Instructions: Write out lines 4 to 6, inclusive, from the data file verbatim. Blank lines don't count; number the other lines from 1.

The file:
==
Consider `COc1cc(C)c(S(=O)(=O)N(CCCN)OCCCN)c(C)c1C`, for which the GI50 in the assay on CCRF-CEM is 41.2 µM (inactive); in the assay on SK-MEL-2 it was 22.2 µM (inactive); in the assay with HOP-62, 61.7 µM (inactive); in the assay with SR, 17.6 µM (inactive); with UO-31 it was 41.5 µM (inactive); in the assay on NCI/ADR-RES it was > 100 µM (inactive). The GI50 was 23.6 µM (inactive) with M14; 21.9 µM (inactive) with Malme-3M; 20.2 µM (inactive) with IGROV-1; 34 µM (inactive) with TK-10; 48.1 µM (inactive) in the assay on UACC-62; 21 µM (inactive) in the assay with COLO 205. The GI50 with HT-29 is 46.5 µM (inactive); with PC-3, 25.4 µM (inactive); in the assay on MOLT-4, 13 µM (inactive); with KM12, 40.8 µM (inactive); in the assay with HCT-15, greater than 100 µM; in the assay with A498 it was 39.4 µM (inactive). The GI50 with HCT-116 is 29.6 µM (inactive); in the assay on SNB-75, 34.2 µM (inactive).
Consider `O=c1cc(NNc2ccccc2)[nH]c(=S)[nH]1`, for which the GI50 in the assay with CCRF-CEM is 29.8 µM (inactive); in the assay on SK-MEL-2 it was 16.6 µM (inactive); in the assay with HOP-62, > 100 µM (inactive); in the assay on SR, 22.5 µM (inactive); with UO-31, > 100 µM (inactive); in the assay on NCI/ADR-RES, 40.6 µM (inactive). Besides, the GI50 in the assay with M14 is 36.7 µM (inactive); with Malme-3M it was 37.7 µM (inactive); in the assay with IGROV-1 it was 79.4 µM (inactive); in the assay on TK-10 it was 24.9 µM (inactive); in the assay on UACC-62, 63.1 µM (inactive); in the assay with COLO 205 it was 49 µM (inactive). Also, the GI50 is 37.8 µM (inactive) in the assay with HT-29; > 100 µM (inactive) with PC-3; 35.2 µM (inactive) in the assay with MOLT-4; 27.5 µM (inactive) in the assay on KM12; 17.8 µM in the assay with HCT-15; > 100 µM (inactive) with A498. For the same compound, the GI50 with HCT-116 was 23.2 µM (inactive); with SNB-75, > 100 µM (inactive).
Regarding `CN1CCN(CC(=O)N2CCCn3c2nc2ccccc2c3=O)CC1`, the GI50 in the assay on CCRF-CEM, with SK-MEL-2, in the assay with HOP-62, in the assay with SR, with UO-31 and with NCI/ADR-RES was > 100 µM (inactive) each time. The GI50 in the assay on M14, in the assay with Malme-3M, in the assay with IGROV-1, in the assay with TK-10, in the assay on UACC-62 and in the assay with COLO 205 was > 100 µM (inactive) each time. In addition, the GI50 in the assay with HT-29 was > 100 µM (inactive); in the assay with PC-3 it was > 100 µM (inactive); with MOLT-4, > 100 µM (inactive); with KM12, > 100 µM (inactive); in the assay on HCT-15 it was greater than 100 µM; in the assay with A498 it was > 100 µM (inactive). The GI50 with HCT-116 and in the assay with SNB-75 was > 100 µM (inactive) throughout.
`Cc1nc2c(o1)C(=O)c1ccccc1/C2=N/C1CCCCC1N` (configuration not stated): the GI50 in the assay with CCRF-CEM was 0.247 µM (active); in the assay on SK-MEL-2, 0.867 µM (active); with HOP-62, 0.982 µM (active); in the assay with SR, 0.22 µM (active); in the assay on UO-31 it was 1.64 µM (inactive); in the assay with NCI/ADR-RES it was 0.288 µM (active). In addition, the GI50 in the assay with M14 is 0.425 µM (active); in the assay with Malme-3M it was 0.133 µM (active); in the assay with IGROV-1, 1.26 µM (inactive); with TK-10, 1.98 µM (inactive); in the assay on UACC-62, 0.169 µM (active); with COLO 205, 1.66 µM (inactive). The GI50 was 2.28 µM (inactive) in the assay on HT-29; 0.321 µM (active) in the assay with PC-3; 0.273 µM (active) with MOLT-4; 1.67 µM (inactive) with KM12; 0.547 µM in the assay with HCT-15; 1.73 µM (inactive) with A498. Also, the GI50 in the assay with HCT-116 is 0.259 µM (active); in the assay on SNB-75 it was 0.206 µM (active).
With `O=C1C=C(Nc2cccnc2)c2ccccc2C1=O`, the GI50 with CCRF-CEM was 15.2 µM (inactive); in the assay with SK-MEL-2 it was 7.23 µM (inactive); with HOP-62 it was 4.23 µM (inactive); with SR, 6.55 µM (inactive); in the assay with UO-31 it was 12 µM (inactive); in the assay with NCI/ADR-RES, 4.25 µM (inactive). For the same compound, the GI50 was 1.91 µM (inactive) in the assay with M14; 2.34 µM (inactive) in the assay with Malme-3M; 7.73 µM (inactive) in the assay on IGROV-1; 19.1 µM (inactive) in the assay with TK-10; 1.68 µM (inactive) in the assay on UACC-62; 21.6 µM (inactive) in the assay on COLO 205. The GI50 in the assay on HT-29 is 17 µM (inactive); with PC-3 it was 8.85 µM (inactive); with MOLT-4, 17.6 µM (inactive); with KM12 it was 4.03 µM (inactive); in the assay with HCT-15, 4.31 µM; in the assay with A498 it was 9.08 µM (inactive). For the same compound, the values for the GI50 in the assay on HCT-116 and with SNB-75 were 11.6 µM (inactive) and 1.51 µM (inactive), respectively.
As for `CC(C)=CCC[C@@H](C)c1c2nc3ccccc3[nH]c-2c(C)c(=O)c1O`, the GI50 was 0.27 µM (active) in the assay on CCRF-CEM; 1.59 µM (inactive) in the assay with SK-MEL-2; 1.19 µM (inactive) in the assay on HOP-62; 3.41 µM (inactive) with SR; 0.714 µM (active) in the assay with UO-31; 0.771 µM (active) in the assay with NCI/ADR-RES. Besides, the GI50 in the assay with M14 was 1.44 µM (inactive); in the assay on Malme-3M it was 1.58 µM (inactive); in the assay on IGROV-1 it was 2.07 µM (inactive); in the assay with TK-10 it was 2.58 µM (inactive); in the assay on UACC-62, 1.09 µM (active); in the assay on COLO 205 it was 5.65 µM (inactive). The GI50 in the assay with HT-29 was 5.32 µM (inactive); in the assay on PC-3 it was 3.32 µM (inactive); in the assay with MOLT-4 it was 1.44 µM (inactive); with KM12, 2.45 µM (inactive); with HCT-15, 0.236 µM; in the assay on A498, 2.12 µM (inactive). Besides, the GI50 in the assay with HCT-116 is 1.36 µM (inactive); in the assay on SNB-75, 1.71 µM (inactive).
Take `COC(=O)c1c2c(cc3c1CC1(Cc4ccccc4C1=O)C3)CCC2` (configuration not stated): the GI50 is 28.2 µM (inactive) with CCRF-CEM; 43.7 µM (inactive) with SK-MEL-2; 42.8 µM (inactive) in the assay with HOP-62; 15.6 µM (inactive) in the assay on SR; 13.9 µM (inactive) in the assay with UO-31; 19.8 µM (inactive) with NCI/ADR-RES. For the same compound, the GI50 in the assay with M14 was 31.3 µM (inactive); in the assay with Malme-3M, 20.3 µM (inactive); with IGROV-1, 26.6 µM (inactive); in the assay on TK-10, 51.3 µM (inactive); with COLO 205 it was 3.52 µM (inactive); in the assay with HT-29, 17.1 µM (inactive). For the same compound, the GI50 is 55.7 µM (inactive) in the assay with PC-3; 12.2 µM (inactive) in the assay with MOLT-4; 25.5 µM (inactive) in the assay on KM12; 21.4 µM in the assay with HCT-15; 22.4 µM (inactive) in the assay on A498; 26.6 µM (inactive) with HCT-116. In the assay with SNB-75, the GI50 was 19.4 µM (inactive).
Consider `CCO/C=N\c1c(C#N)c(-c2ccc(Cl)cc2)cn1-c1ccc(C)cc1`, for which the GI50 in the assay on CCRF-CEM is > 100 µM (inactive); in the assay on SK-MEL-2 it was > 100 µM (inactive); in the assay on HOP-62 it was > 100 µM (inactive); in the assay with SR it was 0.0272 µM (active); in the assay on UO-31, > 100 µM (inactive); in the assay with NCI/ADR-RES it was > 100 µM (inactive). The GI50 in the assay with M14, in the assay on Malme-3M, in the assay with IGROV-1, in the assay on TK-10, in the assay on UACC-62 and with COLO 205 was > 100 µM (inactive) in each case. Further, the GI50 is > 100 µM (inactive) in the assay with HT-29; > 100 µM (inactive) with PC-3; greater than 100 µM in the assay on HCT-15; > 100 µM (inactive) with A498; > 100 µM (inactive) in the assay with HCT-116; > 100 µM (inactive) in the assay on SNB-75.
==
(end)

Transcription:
`Cc1nc2c(o1)C(=O)c1ccccc1/C2=N/C1CCCCC1N` (configuration not stated): the GI50 in the assay with CCRF-CEM was 0.247 µM (active); in the assay on SK-MEL-2, 0.867 µM (active); with HOP-62, 0.982 µM (active); in the assay with SR, 0.22 µM (active); in the assay on UO-31 it was 1.64 µM (inactive); in the assay with NCI/ADR-RES it was 0.288 µM (active). In addition, the GI50 in the assay with M14 is 0.425 µM (active); in the assay with Malme-3M it was 0.133 µM (active); in the assay with IGROV-1, 1.26 µM (inactive); with TK-10, 1.98 µM (inactive); in the assay on UACC-62, 0.169 µM (active); with COLO 205, 1.66 µM (inactive). The GI50 was 2.28 µM (inactive) in the assay on HT-29; 0.321 µM (active) in the assay with PC-3; 0.273 µM (active) with MOLT-4; 1.67 µM (inactive) with KM12; 0.547 µM in the assay with HCT-15; 1.73 µM (inactive) with A498. Also, the GI50 in the assay with HCT-116 is 0.259 µM (active); in the assay on SNB-75 it was 0.206 µM (active).
With `O=C1C=C(Nc2cccnc2)c2ccccc2C1=O`, the GI50 with CCRF-CEM was 15.2 µM (inactive); in the assay with SK-MEL-2 it was 7.23 µM (inactive); with HOP-62 it was 4.23 µM (inactive); with SR, 6.55 µM (inactive); in the assay with UO-31 it was 12 µM (inactive); in the assay with NCI/ADR-RES, 4.25 µM (inactive). For the same compound, the GI50 was 1.91 µM (inactive) in the assay with M14; 2.34 µM (inactive) in the assay with Malme-3M; 7.73 µM (inactive) in the assay on IGROV-1; 19.1 µM (inactive) in the assay with TK-10; 1.68 µM (inactive) in the assay on UACC-62; 21.6 µM (inactive) in the assay on COLO 205. The GI50 in the assay on HT-29 is 17 µM (inactive); with PC-3 it was 8.85 µM (inactive); with MOLT-4, 17.6 µM (inactive); with KM12 it was 4.03 µM (inactive); in the assay with HCT-15, 4.31 µM; in the assay with A498 it was 9.08 µM (inactive). For the same compound, the values for the GI50 in the assay on HCT-116 and with SNB-75 were 11.6 µM (inactive) and 1.51 µM (inactive), respectively.
As for `CC(C)=CCC[C@@H](C)c1c2nc3ccccc3[nH]c-2c(C)c(=O)c1O`, the GI50 was 0.27 µM (active) in the assay on CCRF-CEM; 1.59 µM (inactive) in the assay with SK-MEL-2; 1.19 µM (inactive) in the assay on HOP-62; 3.41 µM (inactive) with SR; 0.714 µM (active) in the assay with UO-31; 0.771 µM (active) in the assay with NCI/ADR-RES. Besides, the GI50 in the assay with M14 was 1.44 µM (inactive); in the assay on Malme-3M it was 1.58 µM (inactive); in the assay on IGROV-1 it was 2.07 µM (inactive); in the assay with TK-10 it was 2.58 µM (inactive); in the assay on UACC-62, 1.09 µM (active); in the assay on COLO 205 it was 5.65 µM (inactive). The GI50 in the assay with HT-29 was 5.32 µM (inactive); in the assay on PC-3 it was 3.32 µM (inactive); in the assay with MOLT-4 it was 1.44 µM (inactive); with KM12, 2.45 µM (inactive); with HCT-15, 0.236 µM; in the assay on A498, 2.12 µM (inactive). Besides, the GI50 in the assay with HCT-116 is 1.36 µM (inactive); in the assay on SNB-75, 1.71 µM (inactive).